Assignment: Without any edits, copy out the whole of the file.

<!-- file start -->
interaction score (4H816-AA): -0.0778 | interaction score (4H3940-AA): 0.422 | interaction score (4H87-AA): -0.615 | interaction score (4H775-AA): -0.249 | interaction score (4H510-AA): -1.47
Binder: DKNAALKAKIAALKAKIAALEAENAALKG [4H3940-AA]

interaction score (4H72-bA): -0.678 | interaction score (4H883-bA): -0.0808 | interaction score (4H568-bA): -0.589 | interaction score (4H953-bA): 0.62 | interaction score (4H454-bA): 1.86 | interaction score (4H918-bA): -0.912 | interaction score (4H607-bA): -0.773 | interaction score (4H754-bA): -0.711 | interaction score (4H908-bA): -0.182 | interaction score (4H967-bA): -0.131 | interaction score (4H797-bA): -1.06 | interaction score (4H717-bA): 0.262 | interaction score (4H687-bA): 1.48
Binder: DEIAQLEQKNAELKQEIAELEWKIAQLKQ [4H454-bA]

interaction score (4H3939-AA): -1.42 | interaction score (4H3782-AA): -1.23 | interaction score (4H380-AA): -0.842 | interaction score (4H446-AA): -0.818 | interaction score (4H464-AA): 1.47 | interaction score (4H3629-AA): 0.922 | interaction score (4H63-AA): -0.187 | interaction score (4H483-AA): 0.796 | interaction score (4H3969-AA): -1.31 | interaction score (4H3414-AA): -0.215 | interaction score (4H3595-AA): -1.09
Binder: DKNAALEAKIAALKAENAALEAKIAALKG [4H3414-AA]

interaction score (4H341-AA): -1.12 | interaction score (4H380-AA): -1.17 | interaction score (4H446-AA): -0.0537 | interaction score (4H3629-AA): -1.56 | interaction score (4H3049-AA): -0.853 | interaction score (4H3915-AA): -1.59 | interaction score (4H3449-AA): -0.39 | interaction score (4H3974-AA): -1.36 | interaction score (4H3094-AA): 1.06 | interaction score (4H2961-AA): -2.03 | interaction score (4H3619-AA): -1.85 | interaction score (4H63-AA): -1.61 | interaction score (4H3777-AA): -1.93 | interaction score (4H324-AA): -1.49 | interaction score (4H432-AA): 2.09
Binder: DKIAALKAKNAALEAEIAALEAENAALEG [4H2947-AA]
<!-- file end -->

interaction score (4H816-AA): -0.0778 | interaction score (4H3940-AA): 0.422 | interaction score (4H87-AA): -0.615 | interaction score (4H775-AA): -0.249 | interaction score (4H510-AA): -1.47
Binder: DKNAALKAKIAALKAKIAALEAENAALKG [4H3940-AA]

interaction score (4H72-bA): -0.678 | interaction score (4H883-bA): -0.0808 | interaction score (4H568-bA): -0.589 | interaction score (4H953-bA): 0.62 | interaction score (4H454-bA): 1.86 | interaction score (4H918-bA): -0.912 | interaction score (4H607-bA): -0.773 | interaction score (4H754-bA): -0.711 | interaction score (4H908-bA): -0.182 | interaction score (4H967-bA): -0.131 | interaction score (4H797-bA): -1.06 | interaction score (4H717-bA): 0.262 | interaction score (4H687-bA): 1.48
Binder: DEIAQLEQKNAELKQEIAELEWKIAQLKQ [4H454-bA]

interaction score (4H3939-AA): -1.42 | interaction score (4H3782-AA): -1.23 | interaction score (4H380-AA): -0.842 | interaction score (4H446-AA): -0.818 | interaction score (4H464-AA): 1.47 | interaction score (4H3629-AA): 0.922 | interaction score (4H63-AA): -0.187 | interaction score (4H483-AA): 0.796 | interaction score (4H3969-AA): -1.31 | interaction score (4H3414-AA): -0.215 | interaction score (4H3595-AA): -1.09
Binder: DKNAALEAKIAALKAENAALEAKIAALKG [4H3414-AA]

interaction score (4H341-AA): -1.12 | interaction score (4H380-AA): -1.17 | interaction score (4H446-AA): -0.0537 | interaction score (4H3629-AA): -1.56 | interaction score (4H3049-AA): -0.853 | interaction score (4H3915-AA): -1.59 | interaction score (4H3449-AA): -0.39 | interaction score (4H3974-AA): -1.36 | interaction score (4H3094-AA): 1.06 | interaction score (4H2961-AA): -2.03 | interaction score (4H3619-AA): -1.85 | interaction score (4H63-AA): -1.61 | interaction score (4H3777-AA): -1.93 | interaction score (4H324-AA): -1.49 | interaction score (4H432-AA): 2.09
Binder: DKIAALKAKNAALEAEIAALEAENAALEG [4H2947-AA]